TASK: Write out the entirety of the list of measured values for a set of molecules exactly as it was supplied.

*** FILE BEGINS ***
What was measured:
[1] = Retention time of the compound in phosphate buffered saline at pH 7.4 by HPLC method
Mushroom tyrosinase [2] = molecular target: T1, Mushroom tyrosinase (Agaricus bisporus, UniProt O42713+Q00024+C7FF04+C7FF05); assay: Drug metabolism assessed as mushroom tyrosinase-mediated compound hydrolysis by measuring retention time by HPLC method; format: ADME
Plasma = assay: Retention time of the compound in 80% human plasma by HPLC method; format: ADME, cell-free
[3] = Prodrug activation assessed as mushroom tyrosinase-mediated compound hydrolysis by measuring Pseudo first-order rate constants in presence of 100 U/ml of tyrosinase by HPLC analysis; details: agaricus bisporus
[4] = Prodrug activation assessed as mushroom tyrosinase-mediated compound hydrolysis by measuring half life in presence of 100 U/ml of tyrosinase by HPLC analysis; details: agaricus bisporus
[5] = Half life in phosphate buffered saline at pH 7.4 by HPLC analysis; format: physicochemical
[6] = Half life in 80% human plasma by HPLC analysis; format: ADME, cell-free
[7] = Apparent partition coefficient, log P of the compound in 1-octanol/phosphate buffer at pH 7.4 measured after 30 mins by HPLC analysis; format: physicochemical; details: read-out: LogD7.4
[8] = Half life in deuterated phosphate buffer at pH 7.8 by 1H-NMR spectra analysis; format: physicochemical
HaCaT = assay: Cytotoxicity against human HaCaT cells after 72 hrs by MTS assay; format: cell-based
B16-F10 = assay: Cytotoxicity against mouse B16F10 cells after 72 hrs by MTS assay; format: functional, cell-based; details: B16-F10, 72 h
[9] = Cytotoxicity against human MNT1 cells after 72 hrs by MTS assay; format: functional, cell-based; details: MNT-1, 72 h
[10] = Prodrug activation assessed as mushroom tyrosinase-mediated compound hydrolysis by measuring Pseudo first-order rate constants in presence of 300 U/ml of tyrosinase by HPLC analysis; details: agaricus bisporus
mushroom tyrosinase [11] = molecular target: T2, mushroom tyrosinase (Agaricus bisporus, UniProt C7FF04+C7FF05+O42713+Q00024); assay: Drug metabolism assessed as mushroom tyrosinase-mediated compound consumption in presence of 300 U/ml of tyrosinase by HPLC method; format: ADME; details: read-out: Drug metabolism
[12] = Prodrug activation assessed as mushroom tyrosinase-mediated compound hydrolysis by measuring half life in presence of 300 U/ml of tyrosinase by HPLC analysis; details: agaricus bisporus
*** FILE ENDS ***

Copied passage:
What was measured:
[1] = Retention time of the compound in phosphate buffered saline at pH 7.4 by HPLC method
Mushroom tyrosinase [2] = molecular target: T1, Mushroom tyrosinase (Agaricus bisporus, UniProt O42713+Q00024+C7FF04+C7FF05); assay: Drug metabolism assessed as mushroom tyrosinase-mediated compound hydrolysis by measuring retention time by HPLC method; format: ADME
Plasma = assay: Retention time of the compound in 80% human plasma by HPLC method; format: ADME, cell-free
[3] = Prodrug activation assessed as mushroom tyrosinase-mediated compound hydrolysis by measuring Pseudo first-order rate constants in presence of 100 U/ml of tyrosinase by HPLC analysis; details: agaricus bisporus
[4] = Prodrug activation assessed as mushroom tyrosinase-mediated compound hydrolysis by measuring half life in presence of 100 U/ml of tyrosinase by HPLC analysis; details: agaricus bisporus
[5] = Half life in phosphate buffered saline at pH 7.4 by HPLC analysis; format: physicochemical
[6] = Half life in 80% human plasma by HPLC analysis; format: ADME, cell-free
[7] = Apparent partition coefficient, log P of the compound in 1-octanol/phosphate buffer at pH 7.4 measured after 30 mins by HPLC analysis; format: physicochemical; details: read-out: LogD7.4
[8] = Half life in deuterated phosphate buffer at pH 7.8 by 1H-NMR spectra analysis; format: physicochemical
HaCaT = assay: Cytotoxicity against human HaCaT cells after 72 hrs by MTS assay; format: cell-based
B16-F10 = assay: Cytotoxicity against mouse B16F10 cells after 72 hrs by MTS assay; format: functional, cell-based; details: B16-F10, 72 h
[9] = Cytotoxicity against human MNT1 cells after 72 hrs by MTS assay; format: functional, cell-based; details: MNT-1, 72 h
[10] = Prodrug activation assessed as mushroom tyrosinase-mediated compound hydrolysis by measuring Pseudo first-order rate constants in presence of 300 U/ml of tyrosinase by HPLC analysis; details: agaricus bisporus
mushroom tyrosinase [11] = molecular target: T2, mushroom tyrosinase (Agaricus bisporus, UniProt C7FF04+C7FF05+O42713+Q00024); assay: Drug metabolism assessed as mushroom tyrosinase-mediated compound consumption in presence of 300 U/ml of tyrosinase by HPLC method; format: ADME; details: read-out: Drug metabolism
[12] = Prodrug activation assessed as mushroom tyrosinase-mediated compound hydrolysis by measuring half life in presence of 300 U/ml of tyrosinase by HPLC analysis; details: agaricus bisporus